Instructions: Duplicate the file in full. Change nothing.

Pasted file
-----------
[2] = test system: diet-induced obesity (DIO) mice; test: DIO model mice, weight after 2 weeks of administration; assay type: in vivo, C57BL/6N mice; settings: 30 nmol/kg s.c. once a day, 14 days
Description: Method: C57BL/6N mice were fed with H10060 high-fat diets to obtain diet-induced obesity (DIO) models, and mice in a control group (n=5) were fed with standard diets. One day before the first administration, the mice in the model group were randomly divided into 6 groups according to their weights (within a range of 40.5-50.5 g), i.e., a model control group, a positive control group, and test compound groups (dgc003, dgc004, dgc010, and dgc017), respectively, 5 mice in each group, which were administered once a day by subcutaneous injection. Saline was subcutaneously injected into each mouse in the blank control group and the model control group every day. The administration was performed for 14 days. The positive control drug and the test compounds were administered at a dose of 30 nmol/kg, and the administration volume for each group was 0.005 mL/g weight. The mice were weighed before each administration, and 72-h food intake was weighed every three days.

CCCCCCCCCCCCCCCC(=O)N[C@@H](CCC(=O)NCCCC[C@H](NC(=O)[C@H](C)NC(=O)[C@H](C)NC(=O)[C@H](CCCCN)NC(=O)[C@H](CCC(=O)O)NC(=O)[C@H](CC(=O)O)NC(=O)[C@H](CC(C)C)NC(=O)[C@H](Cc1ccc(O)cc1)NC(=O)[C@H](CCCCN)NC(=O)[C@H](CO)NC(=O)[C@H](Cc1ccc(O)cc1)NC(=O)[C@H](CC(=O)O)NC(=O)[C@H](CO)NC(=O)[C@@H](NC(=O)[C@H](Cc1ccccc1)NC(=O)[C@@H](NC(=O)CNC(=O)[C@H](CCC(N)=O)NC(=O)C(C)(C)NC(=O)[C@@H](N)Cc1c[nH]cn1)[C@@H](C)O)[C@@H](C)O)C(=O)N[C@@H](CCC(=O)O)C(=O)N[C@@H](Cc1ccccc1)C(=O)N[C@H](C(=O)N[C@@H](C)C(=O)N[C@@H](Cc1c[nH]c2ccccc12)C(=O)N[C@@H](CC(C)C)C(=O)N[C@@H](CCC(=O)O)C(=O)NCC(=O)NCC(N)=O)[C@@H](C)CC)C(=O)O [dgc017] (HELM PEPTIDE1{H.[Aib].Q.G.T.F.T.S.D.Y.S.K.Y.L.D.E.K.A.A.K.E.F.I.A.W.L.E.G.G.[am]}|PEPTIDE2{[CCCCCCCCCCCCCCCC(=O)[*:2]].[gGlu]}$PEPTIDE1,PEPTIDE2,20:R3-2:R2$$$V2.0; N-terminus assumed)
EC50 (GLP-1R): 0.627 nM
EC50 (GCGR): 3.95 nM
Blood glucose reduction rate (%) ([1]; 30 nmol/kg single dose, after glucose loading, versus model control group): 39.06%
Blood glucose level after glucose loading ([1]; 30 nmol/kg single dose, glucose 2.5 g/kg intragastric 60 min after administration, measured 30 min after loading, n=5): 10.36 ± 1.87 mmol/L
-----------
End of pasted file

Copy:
[2] = test system: diet-induced obesity (DIO) mice; test: DIO model mice, weight after 2 weeks of administration; assay type: in vivo, C57BL/6N mice; settings: 30 nmol/kg s.c. once a day, 14 days
Description: Method: C57BL/6N mice were fed with H10060 high-fat diets to obtain diet-induced obesity (DIO) models, and mice in a control group (n=5) were fed with standard diets. One day before the first administration, the mice in the model group were randomly divided into 6 groups according to their weights (within a range of 40.5-50.5 g), i.e., a model control group, a positive control group, and test compound groups (dgc003, dgc004, dgc010, and dgc017), respectively, 5 mice in each group, which were administered once a day by subcutaneous injection. Saline was subcutaneously injected into each mouse in the blank control group and the model control group every day. The administration was performed for 14 days. The positive control drug and the test compounds were administered at a dose of 30 nmol/kg, and the administration volume for each group was 0.005 mL/g weight. The mice were weighed before each administration, and 72-h food intake was weighed every three days.

CCCCCCCCCCCCCCCC(=O)N[C@@H](CCC(=O)NCCCC[C@H](NC(=O)[C@H](C)NC(=O)[C@H](C)NC(=O)[C@H](CCCCN)NC(=O)[C@H](CCC(=O)O)NC(=O)[C@H](CC(=O)O)NC(=O)[C@H](CC(C)C)NC(=O)[C@H](Cc1ccc(O)cc1)NC(=O)[C@H](CCCCN)NC(=O)[C@H](CO)NC(=O)[C@H](Cc1ccc(O)cc1)NC(=O)[C@H](CC(=O)O)NC(=O)[C@H](CO)NC(=O)[C@@H](NC(=O)[C@H](Cc1ccccc1)NC(=O)[C@@H](NC(=O)CNC(=O)[C@H](CCC(N)=O)NC(=O)C(C)(C)NC(=O)[C@@H](N)Cc1c[nH]cn1)[C@@H](C)O)[C@@H](C)O)C(=O)N[C@@H](CCC(=O)O)C(=O)N[C@@H](Cc1ccccc1)C(=O)N[C@H](C(=O)N[C@@H](C)C(=O)N[C@@H](Cc1c[nH]c2ccccc12)C(=O)N[C@@H](CC(C)C)C(=O)N[C@@H](CCC(=O)O)C(=O)NCC(=O)NCC(N)=O)[C@@H](C)CC)C(=O)O [dgc017] (HELM PEPTIDE1{H.[Aib].Q.G.T.F.T.S.D.Y.S.K.Y.L.D.E.K.A.A.K.E.F.I.A.W.L.E.G.G.[am]}|PEPTIDE2{[CCCCCCCCCCCCCCCC(=O)[*:2]].[gGlu]}$PEPTIDE1,PEPTIDE2,20:R3-2:R2$$$V2.0; N-terminus assumed)
EC50 (GLP-1R): 0.627 nM
EC50 (GCGR): 3.95 nM
Blood glucose reduction rate (%) ([1]; 30 nmol/kg single dose, after glucose loading, versus model control group): 39.06%
Blood glucose level after glucose loading ([1]; 30 nmol/kg single dose, glucose 2.5 g/kg intragastric 60 min after administration, measured 30 min after loading, n=5): 10.36 ± 1.87 mmol/L